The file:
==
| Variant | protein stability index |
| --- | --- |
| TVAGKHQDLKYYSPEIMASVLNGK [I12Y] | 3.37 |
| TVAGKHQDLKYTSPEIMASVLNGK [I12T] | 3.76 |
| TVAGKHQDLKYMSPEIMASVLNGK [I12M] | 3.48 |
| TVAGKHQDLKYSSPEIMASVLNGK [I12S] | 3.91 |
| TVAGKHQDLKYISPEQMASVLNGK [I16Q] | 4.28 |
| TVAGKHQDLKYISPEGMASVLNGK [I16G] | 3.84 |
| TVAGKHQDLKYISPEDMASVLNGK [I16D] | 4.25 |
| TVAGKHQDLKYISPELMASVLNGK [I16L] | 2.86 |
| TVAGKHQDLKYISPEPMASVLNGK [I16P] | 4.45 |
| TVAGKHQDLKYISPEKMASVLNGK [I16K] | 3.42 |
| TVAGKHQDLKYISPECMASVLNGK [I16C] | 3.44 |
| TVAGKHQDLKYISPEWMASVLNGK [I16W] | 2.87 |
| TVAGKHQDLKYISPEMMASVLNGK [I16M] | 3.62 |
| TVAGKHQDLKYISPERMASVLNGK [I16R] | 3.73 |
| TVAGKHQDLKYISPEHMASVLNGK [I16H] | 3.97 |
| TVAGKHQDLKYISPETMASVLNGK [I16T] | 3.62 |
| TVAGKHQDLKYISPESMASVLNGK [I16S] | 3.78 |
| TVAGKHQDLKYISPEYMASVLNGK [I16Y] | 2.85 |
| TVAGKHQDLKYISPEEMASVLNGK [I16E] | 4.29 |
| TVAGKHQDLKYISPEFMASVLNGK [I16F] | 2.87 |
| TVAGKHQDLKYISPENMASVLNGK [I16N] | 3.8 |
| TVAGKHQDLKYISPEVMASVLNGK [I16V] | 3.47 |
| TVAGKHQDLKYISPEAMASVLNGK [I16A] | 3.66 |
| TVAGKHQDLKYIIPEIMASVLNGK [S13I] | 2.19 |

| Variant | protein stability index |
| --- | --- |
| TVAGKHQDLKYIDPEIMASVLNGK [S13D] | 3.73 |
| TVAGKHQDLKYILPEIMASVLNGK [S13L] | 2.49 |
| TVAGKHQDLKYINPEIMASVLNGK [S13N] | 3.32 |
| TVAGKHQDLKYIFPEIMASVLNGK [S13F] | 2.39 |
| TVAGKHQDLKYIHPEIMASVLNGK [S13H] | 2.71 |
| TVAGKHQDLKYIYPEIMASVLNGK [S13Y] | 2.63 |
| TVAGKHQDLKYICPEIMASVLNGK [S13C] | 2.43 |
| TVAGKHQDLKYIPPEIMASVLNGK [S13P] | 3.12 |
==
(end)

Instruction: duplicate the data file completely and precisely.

| Variant | protein stability index |
| --- | --- |
| TVAGKHQDLKYYSPEIMASVLNGK [I12Y] | 3.37 |
| TVAGKHQDLKYTSPEIMASVLNGK [I12T] | 3.76 |
| TVAGKHQDLKYMSPEIMASVLNGK [I12M] | 3.48 |
| TVAGKHQDLKYSSPEIMASVLNGK [I12S] | 3.91 |
| TVAGKHQDLKYISPEQMASVLNGK [I16Q] | 4.28 |
| TVAGKHQDLKYISPEGMASVLNGK [I16G] | 3.84 |
| TVAGKHQDLKYISPEDMASVLNGK [I16D] | 4.25 |
| TVAGKHQDLKYISPELMASVLNGK [I16L] | 2.86 |
| TVAGKHQDLKYISPEPMASVLNGK [I16P] | 4.45 |
| TVAGKHQDLKYISPEKMASVLNGK [I16K] | 3.42 |
| TVAGKHQDLKYISPECMASVLNGK [I16C] | 3.44 |
| TVAGKHQDLKYISPEWMASVLNGK [I16W] | 2.87 |
| TVAGKHQDLKYISPEMMASVLNGK [I16M] | 3.62 |
| TVAGKHQDLKYISPERMASVLNGK [I16R] | 3.73 |
| TVAGKHQDLKYISPEHMASVLNGK [I16H] | 3.97 |
| TVAGKHQDLKYISPETMASVLNGK [I16T] | 3.62 |
| TVAGKHQDLKYISPESMASVLNGK [I16S] | 3.78 |
| TVAGKHQDLKYISPEYMASVLNGK [I16Y] | 2.85 |
| TVAGKHQDLKYISPEEMASVLNGK [I16E] | 4.29 |
| TVAGKHQDLKYISPEFMASVLNGK [I16F] | 2.87 |
| TVAGKHQDLKYISPENMASVLNGK [I16N] | 3.8 |
| TVAGKHQDLKYISPEVMASVLNGK [I16V] | 3.47 |
| TVAGKHQDLKYISPEAMASVLNGK [I16A] | 3.66 |
| TVAGKHQDLKYIIPEIMASVLNGK [S13I] | 2.19 |

| Variant | protein stability index |
| --- | --- |
| TVAGKHQDLKYIDPEIMASVLNGK [S13D] | 3.73 |
| TVAGKHQDLKYILPEIMASVLNGK [S13L] | 2.49 |
| TVAGKHQDLKYINPEIMASVLNGK [S13N] | 3.32 |
| TVAGKHQDLKYIFPEIMASVLNGK [S13F] | 2.39 |
| TVAGKHQDLKYIHPEIMASVLNGK [S13H] | 2.71 |
| TVAGKHQDLKYIYPEIMASVLNGK [S13Y] | 2.63 |
| TVAGKHQDLKYICPEIMASVLNGK [S13C] | 2.43 |
| TVAGKHQDLKYIPPEIMASVLNGK [S13P] | 3.12 |